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Here's What They're Not Telling You About Vegetarianism

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It's not that I'm against eating animals. Rather, I oppose the inhumane way in which they're raised. It's the same reason I won't eat home-schooled children.

I'm a vegetarian. Vegetarian is a misleading word, though. Forgoing meat does not, by definition, mean eating vegetables. I'm really more of a Doritorian. Especially cool ranch flavored.

There has been a lot written about vegetarianism. So far, I've avoided the topic because I'm not sure I have any new perspective to add. But then I realized, "Hey, it's 2016 America; I write for the same reason that everyone does everything now- to draw attention to myself.

Meat eaters argue that it's our "biological instinct" to eat meat. Well, to those people who live in caves and hunt down wooly mammoths with a spear, you have a point. However, it's kind of a stretch to include factory-processed Chicken McNuggets and "biological instinct" in the same sentence.

Have you tried the Slim Jim-flavored Snapple? It's made from the worst stuff on earth.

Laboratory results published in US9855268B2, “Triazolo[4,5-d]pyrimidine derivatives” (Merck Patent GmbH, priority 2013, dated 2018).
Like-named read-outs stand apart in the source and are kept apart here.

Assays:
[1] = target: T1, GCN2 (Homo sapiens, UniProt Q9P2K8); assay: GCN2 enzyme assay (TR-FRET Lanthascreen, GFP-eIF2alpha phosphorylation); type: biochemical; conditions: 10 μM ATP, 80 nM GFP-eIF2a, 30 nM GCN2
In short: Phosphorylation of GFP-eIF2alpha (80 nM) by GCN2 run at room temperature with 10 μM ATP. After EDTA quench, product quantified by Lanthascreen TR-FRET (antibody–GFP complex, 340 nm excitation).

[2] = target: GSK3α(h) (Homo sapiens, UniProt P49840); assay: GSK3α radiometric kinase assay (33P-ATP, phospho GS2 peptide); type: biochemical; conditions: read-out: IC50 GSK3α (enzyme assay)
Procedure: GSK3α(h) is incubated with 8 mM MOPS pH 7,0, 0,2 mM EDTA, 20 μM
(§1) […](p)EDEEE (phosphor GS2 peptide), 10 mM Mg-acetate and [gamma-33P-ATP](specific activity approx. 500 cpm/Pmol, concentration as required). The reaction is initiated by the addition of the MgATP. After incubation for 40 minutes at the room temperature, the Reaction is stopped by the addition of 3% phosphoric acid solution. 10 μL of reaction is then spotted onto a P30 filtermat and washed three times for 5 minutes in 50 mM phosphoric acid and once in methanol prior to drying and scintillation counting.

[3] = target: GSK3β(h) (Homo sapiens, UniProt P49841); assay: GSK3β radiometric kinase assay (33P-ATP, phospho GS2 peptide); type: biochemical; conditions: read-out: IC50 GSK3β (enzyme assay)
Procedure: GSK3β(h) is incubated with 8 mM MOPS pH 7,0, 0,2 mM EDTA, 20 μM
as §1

By "biological instinct," you mean survival. It's our human nature to survive. Neanderthals didn't have the pasta salad option. Luckily, life is better now. We don't have to eat meat and we wear pants.

Sharks are naturally inclined to eat meat. Sharks have very sharp teeth. Tigers are naturally inclined to eat meat. Tigers have very sharp teeth. Human beings don't have sharp teeth. We have evolved. Our bodies are not designed to be carnivorous. That's why, to eat meat, we have to use sharp forks and knives and, in the case of hot dogs, nuclear Geiger counters.

We don't have a biological instinct to eat meat. And, sure, that's not necessarily a reason to avoid meat. But just be honest about it. You don't eat meat for biological reasons; you eat meat because it tastes good. I get it. Hell, I'd eat this computer keyboard I'm typing on if it tasted even remotely like a Snickers bar.

Meat tastes good. Trying to convince someone with a juicy steak on their plate that meat doesn't taste good is like trying to convince someone watching 2 Broke Girls that 2 Broke Girls doesn't suck.

I miss my regular meat intake. And, to be honest, it's not filet mignon I crave. No, I miss the garbage meat: the extra-crispy fried chicken, the greasy burgers, the baseball stadium hot dogs. Fast food and fast food-like-substances taste so freakin' good. Seriously. I have a biological hunger for chemical preservatives and rat.

Nevertheless, I stand by my principles. And I stick with vegetarianism... more or less. It's not easy being a vegetarian when you love Buffalo wings. Oh, I still cheat once or twice a year. We vegetarian wannabes do that occasionally. And we feel terribly guilty about it. And we apologize profusely and we rationalize our behavior to our tablemates... who absolutely, positively don't give a shit. When vegetarians eat meat, it's sort of like how Coldplay must feel when they come out with a new album; you think people will care, but they don't.